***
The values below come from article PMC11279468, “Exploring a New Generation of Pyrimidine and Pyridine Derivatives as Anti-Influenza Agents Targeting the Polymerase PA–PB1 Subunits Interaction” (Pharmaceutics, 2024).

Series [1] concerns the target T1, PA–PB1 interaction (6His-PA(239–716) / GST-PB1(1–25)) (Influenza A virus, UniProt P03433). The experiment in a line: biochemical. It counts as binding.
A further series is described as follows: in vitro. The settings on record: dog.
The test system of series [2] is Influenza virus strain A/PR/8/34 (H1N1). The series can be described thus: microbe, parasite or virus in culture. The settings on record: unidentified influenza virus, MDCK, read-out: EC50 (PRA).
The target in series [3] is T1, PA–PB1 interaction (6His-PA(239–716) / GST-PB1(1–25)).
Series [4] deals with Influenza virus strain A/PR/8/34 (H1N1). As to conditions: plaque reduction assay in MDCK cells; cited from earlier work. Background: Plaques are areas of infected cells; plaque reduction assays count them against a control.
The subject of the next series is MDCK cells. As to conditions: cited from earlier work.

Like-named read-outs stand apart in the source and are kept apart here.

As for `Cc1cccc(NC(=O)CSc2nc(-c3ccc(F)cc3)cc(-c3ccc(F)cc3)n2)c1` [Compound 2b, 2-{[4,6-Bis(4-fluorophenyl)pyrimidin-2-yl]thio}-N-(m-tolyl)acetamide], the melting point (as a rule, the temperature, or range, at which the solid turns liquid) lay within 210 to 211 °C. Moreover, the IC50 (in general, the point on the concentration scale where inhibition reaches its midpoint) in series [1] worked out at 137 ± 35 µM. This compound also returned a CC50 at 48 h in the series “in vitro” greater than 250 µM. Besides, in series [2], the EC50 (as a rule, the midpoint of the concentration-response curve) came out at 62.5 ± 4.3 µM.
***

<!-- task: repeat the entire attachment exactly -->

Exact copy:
The values below come from article PMC11279468, “Exploring a New Generation of Pyrimidine and Pyridine Derivatives as Anti-Influenza Agents Targeting the Polymerase PA–PB1 Subunits Interaction” (Pharmaceutics, 2024).

Series [1] concerns the target T1, PA–PB1 interaction (6His-PA(239–716) / GST-PB1(1–25)) (Influenza A virus, UniProt P03433). The experiment in a line: biochemical. It counts as binding.
A further series is described as follows: in vitro. The settings on record: dog.
The test system of series [2] is Influenza virus strain A/PR/8/34 (H1N1). The series can be described thus: microbe, parasite or virus in culture. The settings on record: unidentified influenza virus, MDCK, read-out: EC50 (PRA).
The target in series [3] is T1, PA–PB1 interaction (6His-PA(239–716) / GST-PB1(1–25)).
Series [4] deals with Influenza virus strain A/PR/8/34 (H1N1). As to conditions: plaque reduction assay in MDCK cells; cited from earlier work. Background: Plaques are areas of infected cells; plaque reduction assays count them against a control.
The subject of the next series is MDCK cells. As to conditions: cited from earlier work.

Like-named read-outs stand apart in the source and are kept apart here.

As for `Cc1cccc(NC(=O)CSc2nc(-c3ccc(F)cc3)cc(-c3ccc(F)cc3)n2)c1` [Compound 2b, 2-{[4,6-Bis(4-fluorophenyl)pyrimidin-2-yl]thio}-N-(m-tolyl)acetamide], the melting point (as a rule, the temperature, or range, at which the solid turns liquid) lay within 210 to 211 °C. Moreover, the IC50 (in general, the point on the concentration scale where inhibition reaches its midpoint) in series [1] worked out at 137 ± 35 µM. This compound also returned a CC50 at 48 h in the series “in vitro” greater than 250 µM. Besides, in series [2], the EC50 (as a rule, the midpoint of the concentration-response curve) came out at 62.5 ± 4.3 µM.